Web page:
Practice Management Principles: A Culture of Leadership, Part 1

Gael Hannan
May 30, 2016

Dentistry has experienced many of the same issues facing dispensing audiologists and other dispensers of hearing aids – namely, large competitive organizations and their encroachment into independent practices.

Hearing Health and Technology Matters approached Dr. Howard Ong, DDS, MAGD to find out how he and others have managed and flourished in the face of such competition, knowing that the issues faced in hearing aid practices were very similar.

Dr. Ong agreed to write a series of posts explaining the approach he has taken in his practice to remain competitive.  The first three posts cover general foundations that are often written about, but seldom taken seriously and/or utilized by a practice.  However, he found these to be the foundation to combat what audiologists and other health care professionals are facing, just as his practice faced. 

This post is the first of a three-part series on practice management principles.  Parts 2 and 3 to follow are “Engagement leads to Alignment” and “Building Value for Case Acceptance”.  He found these principles to be most useful in his practice. He has plans on following this up with posts on the business of healthcare as it relates to audiology, based on experiences in dentistry.


A Culture of Leadership

by Dr. Howard Ong, DDS, MAGD


What is overlooked by many clinicians in healthcare is a lack of team culture that drives a practice or business. The culture is what attracts top talent and patients alike. Too often clinicians, even Dentists, get caught in the minutiae of their craft that they lose sight of a bigger picture of patient centered care.

Available material on the culture of a practice is massive, so breaking it up into what I believe to be the most important aspects, and something that defines our practice, makes more sense to me.

There is a plethora of material on practice management principles.  It runs the gamut from books, gurus, courses, consultants, trends, generations, time, etc.  We gravitate to what is comfortable, reasonable, or what makes sense to us.  Whatever resonates with your style, it is important that you engage.


What Defines Your Practice Culture?


The culture of your practice is you!  In one word, it is your “brand”.  A culture is unique to you and those that surround you; it is the backbone of your business.  It is important to identify your culture because it is the invisible force that drives your practice.

We know how to treat patients but often we forget “why” we are treating them.  What is the impression you would like your patients to feel when they enter and leave your office?  The culture of the practice is why your team has joined and stayed with you, it is why your patients accept care, it is why your patients refer like-minded new patients.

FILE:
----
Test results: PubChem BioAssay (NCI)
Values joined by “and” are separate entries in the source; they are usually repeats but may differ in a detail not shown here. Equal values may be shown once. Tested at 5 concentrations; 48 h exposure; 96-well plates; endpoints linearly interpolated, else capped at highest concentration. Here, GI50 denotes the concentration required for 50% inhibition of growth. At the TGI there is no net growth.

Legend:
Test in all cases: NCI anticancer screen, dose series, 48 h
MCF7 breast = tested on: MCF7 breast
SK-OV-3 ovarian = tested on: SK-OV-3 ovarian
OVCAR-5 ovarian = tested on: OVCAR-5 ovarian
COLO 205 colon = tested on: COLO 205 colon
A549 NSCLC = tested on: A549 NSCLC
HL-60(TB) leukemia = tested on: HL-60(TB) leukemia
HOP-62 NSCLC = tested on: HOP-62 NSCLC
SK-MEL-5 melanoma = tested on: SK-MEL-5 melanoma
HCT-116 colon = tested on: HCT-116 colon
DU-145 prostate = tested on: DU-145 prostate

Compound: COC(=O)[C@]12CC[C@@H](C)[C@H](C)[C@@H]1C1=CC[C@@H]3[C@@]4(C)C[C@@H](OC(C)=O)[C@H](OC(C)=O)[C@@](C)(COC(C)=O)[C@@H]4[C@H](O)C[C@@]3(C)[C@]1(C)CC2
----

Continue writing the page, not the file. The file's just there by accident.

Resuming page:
The key is to keep your practice culture simple and clean at the same time, but it has to exude from every team member including yourself.  Do not attempt to adopt or copy another that you find popular or attractive.  It will not be genuine nor will it take root.  A great way to define your culture is to ask your team questions.  More than likely, your team members are working with you because they are your fans.  So ask them why they are there.  Your brand depends on it.  If you are unhappy with the culture of your business and want to change, it is never too late.




Leadership is such a broad concept beyond what this post will cover.  There are different methods that are executed in a variety of ways.  However, your first leadership step is to share your culture with your team.  As a leader it is vital to guide your team to identify with the practice culture by asking questions like: Why are we here? and How do you fit in?

Under your leadership it is important to not only define the culture but repeat it regularly and embrace it over time.  We surround ourselves with like-minded teammates and patients.  They are surely watching, so as a leader you cannot pretend or fake it.  Keep it simple and be consistent.  Your culture of leadership has to be genuine in order to be shared convincingly.

As health care practitioners we were taught a craft and how to treat patients.  Very little is spent on running a complex business, or leading people.  There is no shame in educating yourself with books or hiring a coach.  Our careers are finite so do not struggle or wait for things to turn around or get better.  Take charge of “your career”.

The next step of leadership, in a following post, is to align team members, engage them often, and celebrate the culture of your practice.


Dr. OngHoward Ong, DDS, MAGD is a practicing dentist in the city of Seal Beach, CA.   His office provides comprehensive dental care with an emphasis on the oral systemic connection.  Over his career he and his team have develop and practice key leadership skills resulting in effective patient centered management systems.  With thousands of continuing education hours he is a Master in the Academy of General Dentistry. Staying current and relevant to his patients and team is his “why”.  Check him out at, or contact him at [email protected].

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